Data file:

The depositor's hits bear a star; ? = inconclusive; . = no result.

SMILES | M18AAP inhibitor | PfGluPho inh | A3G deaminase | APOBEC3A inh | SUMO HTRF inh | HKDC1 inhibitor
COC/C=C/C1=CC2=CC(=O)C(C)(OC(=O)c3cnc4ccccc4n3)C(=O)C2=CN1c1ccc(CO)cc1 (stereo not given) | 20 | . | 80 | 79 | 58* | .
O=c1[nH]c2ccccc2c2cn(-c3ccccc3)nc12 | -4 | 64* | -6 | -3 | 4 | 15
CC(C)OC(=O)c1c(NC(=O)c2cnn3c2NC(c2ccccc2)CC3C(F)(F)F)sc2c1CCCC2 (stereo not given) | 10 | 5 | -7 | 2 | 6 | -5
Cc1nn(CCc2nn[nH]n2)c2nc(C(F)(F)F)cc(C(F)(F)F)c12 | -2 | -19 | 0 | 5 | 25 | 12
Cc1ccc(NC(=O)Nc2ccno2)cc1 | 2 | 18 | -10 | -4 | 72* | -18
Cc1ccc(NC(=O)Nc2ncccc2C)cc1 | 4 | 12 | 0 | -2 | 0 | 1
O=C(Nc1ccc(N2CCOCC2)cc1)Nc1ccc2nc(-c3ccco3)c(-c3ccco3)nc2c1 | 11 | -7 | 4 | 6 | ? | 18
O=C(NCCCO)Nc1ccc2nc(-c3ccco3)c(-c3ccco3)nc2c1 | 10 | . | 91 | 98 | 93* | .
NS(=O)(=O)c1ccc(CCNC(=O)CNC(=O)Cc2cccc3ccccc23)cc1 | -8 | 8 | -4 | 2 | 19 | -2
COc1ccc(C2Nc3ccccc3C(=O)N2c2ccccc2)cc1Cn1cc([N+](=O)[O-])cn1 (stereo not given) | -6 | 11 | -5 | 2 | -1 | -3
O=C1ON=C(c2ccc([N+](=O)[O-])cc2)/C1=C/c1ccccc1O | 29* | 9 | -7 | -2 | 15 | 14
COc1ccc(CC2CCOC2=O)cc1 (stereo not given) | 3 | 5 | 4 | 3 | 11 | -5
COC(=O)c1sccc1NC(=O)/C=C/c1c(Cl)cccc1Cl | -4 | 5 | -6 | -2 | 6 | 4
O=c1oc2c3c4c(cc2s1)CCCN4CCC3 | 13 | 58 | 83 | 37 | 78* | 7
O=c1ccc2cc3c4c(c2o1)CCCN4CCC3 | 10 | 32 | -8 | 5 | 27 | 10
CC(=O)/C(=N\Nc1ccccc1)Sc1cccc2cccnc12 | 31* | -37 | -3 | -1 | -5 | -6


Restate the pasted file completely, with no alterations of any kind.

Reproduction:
The depositor's hits bear a star; ? = inconclusive; . = no result.

SMILES | M18AAP inhibitor | PfGluPho inh | A3G deaminase | APOBEC3A inh | SUMO HTRF inh | HKDC1 inhibitor
COC/C=C/C1=CC2=CC(=O)C(C)(OC(=O)c3cnc4ccccc4n3)C(=O)C2=CN1c1ccc(CO)cc1 (stereo not given) | 20 | . | 80 | 79 | 58* | .
O=c1[nH]c2ccccc2c2cn(-c3ccccc3)nc12 | -4 | 64* | -6 | -3 | 4 | 15
CC(C)OC(=O)c1c(NC(=O)c2cnn3c2NC(c2ccccc2)CC3C(F)(F)F)sc2c1CCCC2 (stereo not given) | 10 | 5 | -7 | 2 | 6 | -5
Cc1nn(CCc2nn[nH]n2)c2nc(C(F)(F)F)cc(C(F)(F)F)c12 | -2 | -19 | 0 | 5 | 25 | 12
Cc1ccc(NC(=O)Nc2ccno2)cc1 | 2 | 18 | -10 | -4 | 72* | -18
Cc1ccc(NC(=O)Nc2ncccc2C)cc1 | 4 | 12 | 0 | -2 | 0 | 1
O=C(Nc1ccc(N2CCOCC2)cc1)Nc1ccc2nc(-c3ccco3)c(-c3ccco3)nc2c1 | 11 | -7 | 4 | 6 | ? | 18
O=C(NCCCO)Nc1ccc2nc(-c3ccco3)c(-c3ccco3)nc2c1 | 10 | . | 91 | 98 | 93* | .
NS(=O)(=O)c1ccc(CCNC(=O)CNC(=O)Cc2cccc3ccccc23)cc1 | -8 | 8 | -4 | 2 | 19 | -2
COc1ccc(C2Nc3ccccc3C(=O)N2c2ccccc2)cc1Cn1cc([N+](=O)[O-])cn1 (stereo not given) | -6 | 11 | -5 | 2 | -1 | -3
O=C1ON=C(c2ccc([N+](=O)[O-])cc2)/C1=C/c1ccccc1O | 29* | 9 | -7 | -2 | 15 | 14
COc1ccc(CC2CCOC2=O)cc1 (stereo not given) | 3 | 5 | 4 | 3 | 11 | -5
COC(=O)c1sccc1NC(=O)/C=C/c1c(Cl)cccc1Cl | -4 | 5 | -6 | -2 | 6 | 4
O=c1oc2c3c4c(cc2s1)CCCN4CCC3 | 13 | 58 | 83 | 37 | 78* | 7
O=c1ccc2cc3c4c(c2o1)CCCN4CCC3 | 10 | 32 | -8 | 5 | 27 | 10
CC(=O)/C(=N\Nc1ccccc1)Sc1cccc2cccnc12 | 31* | -37 | -3 | -1 | -5 | -6